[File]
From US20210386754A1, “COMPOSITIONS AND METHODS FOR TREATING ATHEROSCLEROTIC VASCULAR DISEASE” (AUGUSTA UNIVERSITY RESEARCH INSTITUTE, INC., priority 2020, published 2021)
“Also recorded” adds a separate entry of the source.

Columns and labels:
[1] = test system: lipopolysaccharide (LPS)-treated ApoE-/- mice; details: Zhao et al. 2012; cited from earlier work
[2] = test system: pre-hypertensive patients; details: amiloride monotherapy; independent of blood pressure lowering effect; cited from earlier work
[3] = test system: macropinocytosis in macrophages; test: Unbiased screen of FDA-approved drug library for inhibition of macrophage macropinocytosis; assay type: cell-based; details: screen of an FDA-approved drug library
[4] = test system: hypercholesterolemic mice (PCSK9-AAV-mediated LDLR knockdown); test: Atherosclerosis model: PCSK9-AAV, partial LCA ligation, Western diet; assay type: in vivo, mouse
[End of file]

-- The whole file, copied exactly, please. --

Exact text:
From US20210386754A1, “COMPOSITIONS AND METHODS FOR TREATING ATHEROSCLEROTIC VASCULAR DISEASE” (AUGUSTA UNIVERSITY RESEARCH INSTITUTE, INC., priority 2020, published 2021)
“Also recorded” adds a separate entry of the source.

Columns and labels:
[1] = test system: lipopolysaccharide (LPS)-treated ApoE-/- mice; details: Zhao et al. 2012; cited from earlier work
[2] = test system: pre-hypertensive patients; details: amiloride monotherapy; independent of blood pressure lowering effect; cited from earlier work
[3] = test system: macropinocytosis in macrophages; test: Unbiased screen of FDA-approved drug library for inhibition of macrophage macropinocytosis; assay type: cell-based; details: screen of an FDA-approved drug library
[4] = test system: hypercholesterolemic mice (PCSK9-AAV-mediated LDLR knockdown); test: Atherosclerosis model: PCSK9-AAV, partial LCA ligation, Western diet; assay type: in vivo, mouse